This shot is perfect. It's seriously as if taken directly from the page of a book and given life.

Unfortunately, it's time to discuss the negatives...though there aren't a lot. The most noticeable detriment is the overly long running time. I really love this movie, but it definitely did not need to be almost two hours long! This could--no, should--have been reduced to around 90-100 minutes. It's not that there isn't enough material, however, the ideas are presented well enough that we don't need excessive scenes that neither further character development nor enhance the narrative. For example, the flashbacks to the orphanage and everything with Santa needed reduction along with the entire opening scene; just cut directly to Eun-soo driving and crashing. Speaking of Santa...the origin of the kids' powers is questionable and borders on nonsensical. Yeah, yeah, I get it, given the subject matter it's hard to ask for logic, yet, I can't ignore the notion that their belief in Santa and Christmas wishes suddenly unlocked godlike powers! Honestly, the film's shortcomings are minute and hardly deter from the overall achievements.

Jump.

Without question, "Hansel and Gretel" is a film worth seeking out for fans of Asian cinema or those just wanting to see something good for once. From a production standpoint, the film is beautiful to behold. You will be sucked into this immersive world, captivated by its attention to detail and sense of wonder, and it will stick in your own imagination long after the credits have finished rolling. The story is emotionally charged with a combination of drama, thriller, and dark fantasy to set the stage. The characters are interesting and will thoroughly invest you in their plight and pain. There is still a chance that any kid actor can annoy some audiences--so fair warning in that regard--yet I'm confident in the actors' performances. The only things you really need to keep in the mind are the running time--which the pacing eases you through anyway--and remove any belief that this is a horror from your mind. Plenty of critics and reviews claim this is a horror, but they need to lay off the blow. Or just go into this completely blind, like me, and you will come out pleasantly surprised.

Notable Moment: When Eun-soo first awakens in the forest and meets Young-hee. It's simply awesome imagery and sets the tone immediately with its whimsical, dream-like setting.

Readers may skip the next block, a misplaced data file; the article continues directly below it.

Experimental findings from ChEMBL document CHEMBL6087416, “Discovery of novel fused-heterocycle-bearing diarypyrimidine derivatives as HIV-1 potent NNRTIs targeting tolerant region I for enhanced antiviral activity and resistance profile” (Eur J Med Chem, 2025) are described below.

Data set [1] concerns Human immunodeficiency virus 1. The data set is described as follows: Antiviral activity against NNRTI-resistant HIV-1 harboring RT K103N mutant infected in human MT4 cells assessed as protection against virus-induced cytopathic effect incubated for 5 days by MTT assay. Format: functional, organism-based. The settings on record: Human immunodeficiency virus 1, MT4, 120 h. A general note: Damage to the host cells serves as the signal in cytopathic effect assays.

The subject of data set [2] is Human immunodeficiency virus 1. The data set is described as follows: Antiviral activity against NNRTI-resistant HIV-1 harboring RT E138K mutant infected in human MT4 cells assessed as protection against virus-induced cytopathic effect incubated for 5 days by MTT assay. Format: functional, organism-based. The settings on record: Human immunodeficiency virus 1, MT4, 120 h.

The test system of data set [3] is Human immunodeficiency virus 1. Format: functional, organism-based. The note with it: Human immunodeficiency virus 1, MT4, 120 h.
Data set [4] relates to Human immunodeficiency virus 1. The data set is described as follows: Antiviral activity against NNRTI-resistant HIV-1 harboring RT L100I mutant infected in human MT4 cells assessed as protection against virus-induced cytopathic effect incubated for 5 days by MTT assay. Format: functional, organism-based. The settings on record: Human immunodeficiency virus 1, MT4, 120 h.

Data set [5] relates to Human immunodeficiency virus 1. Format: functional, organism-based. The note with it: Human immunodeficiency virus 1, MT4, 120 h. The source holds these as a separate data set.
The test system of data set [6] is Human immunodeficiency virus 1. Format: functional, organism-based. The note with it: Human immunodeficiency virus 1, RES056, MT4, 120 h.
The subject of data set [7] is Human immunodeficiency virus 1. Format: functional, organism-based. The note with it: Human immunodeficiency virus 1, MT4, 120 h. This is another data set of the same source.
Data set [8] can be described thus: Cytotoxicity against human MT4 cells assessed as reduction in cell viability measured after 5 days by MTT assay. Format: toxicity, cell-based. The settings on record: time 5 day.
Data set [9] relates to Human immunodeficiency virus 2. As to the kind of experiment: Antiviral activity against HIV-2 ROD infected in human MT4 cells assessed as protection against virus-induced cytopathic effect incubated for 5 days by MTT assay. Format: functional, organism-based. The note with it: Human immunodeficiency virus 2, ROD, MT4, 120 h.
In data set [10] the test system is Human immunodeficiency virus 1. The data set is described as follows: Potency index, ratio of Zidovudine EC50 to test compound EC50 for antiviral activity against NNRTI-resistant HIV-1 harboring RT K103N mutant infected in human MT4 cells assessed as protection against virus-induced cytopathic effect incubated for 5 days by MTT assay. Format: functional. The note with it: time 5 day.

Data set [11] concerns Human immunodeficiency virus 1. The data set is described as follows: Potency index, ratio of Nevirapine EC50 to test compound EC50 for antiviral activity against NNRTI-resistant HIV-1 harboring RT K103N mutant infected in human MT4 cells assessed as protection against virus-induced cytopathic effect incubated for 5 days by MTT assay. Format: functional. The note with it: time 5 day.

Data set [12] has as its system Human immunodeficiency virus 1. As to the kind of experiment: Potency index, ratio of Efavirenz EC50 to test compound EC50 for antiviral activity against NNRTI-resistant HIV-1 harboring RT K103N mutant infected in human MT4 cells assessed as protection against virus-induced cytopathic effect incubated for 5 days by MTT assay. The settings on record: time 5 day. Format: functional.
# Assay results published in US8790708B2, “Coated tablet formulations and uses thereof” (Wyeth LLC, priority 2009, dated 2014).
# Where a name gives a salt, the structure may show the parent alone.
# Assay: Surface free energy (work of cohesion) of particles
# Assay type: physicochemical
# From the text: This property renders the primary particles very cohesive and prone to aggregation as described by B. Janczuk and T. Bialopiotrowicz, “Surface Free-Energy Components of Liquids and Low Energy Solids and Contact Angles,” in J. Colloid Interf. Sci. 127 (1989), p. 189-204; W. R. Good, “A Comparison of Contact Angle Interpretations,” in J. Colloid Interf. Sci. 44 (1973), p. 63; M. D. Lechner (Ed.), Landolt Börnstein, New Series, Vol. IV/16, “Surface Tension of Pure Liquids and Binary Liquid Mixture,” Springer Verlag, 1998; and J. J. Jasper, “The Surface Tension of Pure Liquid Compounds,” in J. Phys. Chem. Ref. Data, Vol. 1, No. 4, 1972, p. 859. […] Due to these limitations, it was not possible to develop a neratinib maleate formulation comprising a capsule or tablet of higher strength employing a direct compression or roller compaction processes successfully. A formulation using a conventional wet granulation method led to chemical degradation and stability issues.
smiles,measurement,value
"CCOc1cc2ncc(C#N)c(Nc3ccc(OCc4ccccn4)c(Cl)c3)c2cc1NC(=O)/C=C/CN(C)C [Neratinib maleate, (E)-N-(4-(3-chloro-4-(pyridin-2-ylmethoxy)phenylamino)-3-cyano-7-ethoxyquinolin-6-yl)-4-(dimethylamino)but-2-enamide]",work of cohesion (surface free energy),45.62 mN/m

Final Rating: 8/10

Tuesday, March 28, 2017

Videodrome Review


Disclaimer: Contains spoilers!

Plot Summary: The owner of a cable station discovers a bizarre, pirate broadcast of real life torture and murder as next level zany antics ensue.

Review: Well, potheads, this one's for you. There are few films as imaginatively strange as "Videodrome." Honestly, it's hard to even think of what to say without going into endless, nonsensical tangents. Although the medium of cassette has come and gone, and television itself has fallen into shambles, this film still offers a story with implications applicable to today. There are numerous times you will be left wondering what is real and what is imagined yet it never comes off as a cheap trick. Due to the horror elements, "Videodrome" is simply too captivating and you are left wondering where this freaky trip is heading. Does it completely succeed in this effort? Yes and no. You will certainly remember this film for years to come, however, I don't think the vision of the story's scope is fully realized; we are left with a lot of unanswered questions by the end.

You know, it occurred to me that the director/writer, David Cronenberg, really should have teamed up with Clive Barker at some point in the '80s; they could have made one hell of movie! Or how about a "Videodrome" sequel mixed with "The Ring?" Now that could be epic! Anyway...where was I? Oh yes, so what the hell is happening here? The main character, Max, played by James Woods, is looking for something edgy to add to the cable channel he operates. A "hacker" reveals to Max a show that is nothing but random people being tortured and murdered which is called--you guessed it--videodrome. When investigating into the matter, Max begins to experience nightmarish hallucinations that appear to warp reality in the process. Eventually Max learns that videodrome is more of a weapon intended to kill the degeneracy of society that would enjoy watching videodrome to begin with; apparently when watching videodrome you develop brain tumors as a side effect to the hallucinations. Toward the end, Max is controlled by the shady characters behind videodrome until he is told he must transcend his flesh form--becoming one with the TV universe or something. Hell if I know--it could ALL be a hallucination at this point as far as I'm concerned. After killing his handlers, Max kills himself as we fade to black...left to believe whatever we want to believe.